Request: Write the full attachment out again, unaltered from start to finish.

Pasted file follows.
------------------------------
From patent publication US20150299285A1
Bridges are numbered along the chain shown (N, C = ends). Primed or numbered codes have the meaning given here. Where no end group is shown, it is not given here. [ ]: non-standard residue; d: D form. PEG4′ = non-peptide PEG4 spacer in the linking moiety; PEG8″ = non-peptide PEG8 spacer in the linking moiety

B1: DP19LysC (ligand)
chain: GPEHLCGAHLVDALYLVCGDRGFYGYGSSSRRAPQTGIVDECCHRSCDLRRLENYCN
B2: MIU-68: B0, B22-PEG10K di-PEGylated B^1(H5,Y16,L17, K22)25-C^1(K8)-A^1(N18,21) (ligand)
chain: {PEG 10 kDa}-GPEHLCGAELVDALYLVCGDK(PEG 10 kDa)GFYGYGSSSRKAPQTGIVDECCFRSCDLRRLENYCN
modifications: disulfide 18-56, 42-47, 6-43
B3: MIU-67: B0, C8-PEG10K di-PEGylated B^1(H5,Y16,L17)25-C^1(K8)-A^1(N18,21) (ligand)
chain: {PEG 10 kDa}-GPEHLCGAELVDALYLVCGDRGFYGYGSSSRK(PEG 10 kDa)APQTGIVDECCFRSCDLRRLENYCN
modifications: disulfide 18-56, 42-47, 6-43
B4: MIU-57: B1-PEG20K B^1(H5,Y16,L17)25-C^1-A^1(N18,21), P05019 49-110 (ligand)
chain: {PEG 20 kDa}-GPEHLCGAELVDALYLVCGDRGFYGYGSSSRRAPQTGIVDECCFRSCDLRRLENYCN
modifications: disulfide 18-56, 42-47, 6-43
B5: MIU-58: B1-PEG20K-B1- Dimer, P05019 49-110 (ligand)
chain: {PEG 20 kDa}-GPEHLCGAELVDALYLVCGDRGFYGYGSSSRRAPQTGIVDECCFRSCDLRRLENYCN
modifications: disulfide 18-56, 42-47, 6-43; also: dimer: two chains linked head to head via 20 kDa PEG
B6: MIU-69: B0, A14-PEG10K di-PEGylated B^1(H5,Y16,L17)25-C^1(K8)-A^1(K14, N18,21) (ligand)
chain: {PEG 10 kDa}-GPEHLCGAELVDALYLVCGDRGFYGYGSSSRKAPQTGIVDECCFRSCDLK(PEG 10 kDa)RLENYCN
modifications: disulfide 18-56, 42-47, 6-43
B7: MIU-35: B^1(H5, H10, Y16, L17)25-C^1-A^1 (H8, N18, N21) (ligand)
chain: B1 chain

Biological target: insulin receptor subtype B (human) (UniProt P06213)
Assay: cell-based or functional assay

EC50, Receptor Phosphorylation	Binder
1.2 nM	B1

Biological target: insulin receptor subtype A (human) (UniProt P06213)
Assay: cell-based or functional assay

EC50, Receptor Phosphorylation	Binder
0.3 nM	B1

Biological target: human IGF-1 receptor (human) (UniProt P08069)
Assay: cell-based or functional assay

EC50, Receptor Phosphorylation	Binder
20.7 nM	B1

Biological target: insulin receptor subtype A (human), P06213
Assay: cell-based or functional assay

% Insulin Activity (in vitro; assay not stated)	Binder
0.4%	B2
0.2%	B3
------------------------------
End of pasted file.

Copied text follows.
From patent publication US20150299285A1
Bridges are numbered along the chain shown (N, C = ends). Primed or numbered codes have the meaning given here. Where no end group is shown, it is not given here. [ ]: non-standard residue; d: D form. PEG4′ = non-peptide PEG4 spacer in the linking moiety; PEG8″ = non-peptide PEG8 spacer in the linking moiety

B1: DP19LysC (ligand)
chain: GPEHLCGAHLVDALYLVCGDRGFYGYGSSSRRAPQTGIVDECCHRSCDLRRLENYCN
B2: MIU-68: B0, B22-PEG10K di-PEGylated B^1(H5,Y16,L17, K22)25-C^1(K8)-A^1(N18,21) (ligand)
chain: {PEG 10 kDa}-GPEHLCGAELVDALYLVCGDK(PEG 10 kDa)GFYGYGSSSRKAPQTGIVDECCFRSCDLRRLENYCN
modifications: disulfide 18-56, 42-47, 6-43
B3: MIU-67: B0, C8-PEG10K di-PEGylated B^1(H5,Y16,L17)25-C^1(K8)-A^1(N18,21) (ligand)
chain: {PEG 10 kDa}-GPEHLCGAELVDALYLVCGDRGFYGYGSSSRK(PEG 10 kDa)APQTGIVDECCFRSCDLRRLENYCN
modifications: disulfide 18-56, 42-47, 6-43
B4: MIU-57: B1-PEG20K B^1(H5,Y16,L17)25-C^1-A^1(N18,21), P05019 49-110 (ligand)
chain: {PEG 20 kDa}-GPEHLCGAELVDALYLVCGDRGFYGYGSSSRRAPQTGIVDECCFRSCDLRRLENYCN
modifications: disulfide 18-56, 42-47, 6-43
B5: MIU-58: B1-PEG20K-B1- Dimer, P05019 49-110 (ligand)
chain: {PEG 20 kDa}-GPEHLCGAELVDALYLVCGDRGFYGYGSSSRRAPQTGIVDECCFRSCDLRRLENYCN
modifications: disulfide 18-56, 42-47, 6-43; also: dimer: two chains linked head to head via 20 kDa PEG
B6: MIU-69: B0, A14-PEG10K di-PEGylated B^1(H5,Y16,L17)25-C^1(K8)-A^1(K14, N18,21) (ligand)
chain: {PEG 10 kDa}-GPEHLCGAELVDALYLVCGDRGFYGYGSSSRKAPQTGIVDECCFRSCDLK(PEG 10 kDa)RLENYCN
modifications: disulfide 18-56, 42-47, 6-43
B7: MIU-35: B^1(H5, H10, Y16, L17)25-C^1-A^1 (H8, N18, N21) (ligand)
chain: B1 chain

Biological target: insulin receptor subtype B (human) (UniProt P06213)
Assay: cell-based or functional assay

EC50, Receptor Phosphorylation	Binder
1.2 nM	B1

Biological target: insulin receptor subtype A (human) (UniProt P06213)
Assay: cell-based or functional assay

EC50, Receptor Phosphorylation	Binder
0.3 nM	B1

Biological target: human IGF-1 receptor (human) (UniProt P08069)
Assay: cell-based or functional assay

EC50, Receptor Phosphorylation	Binder
20.7 nM	B1

Biological target: insulin receptor subtype A (human), P06213
Assay: cell-based or functional assay

% Insulin Activity (in vitro; assay not stated)	Binder
0.4%	B2
0.2%	B3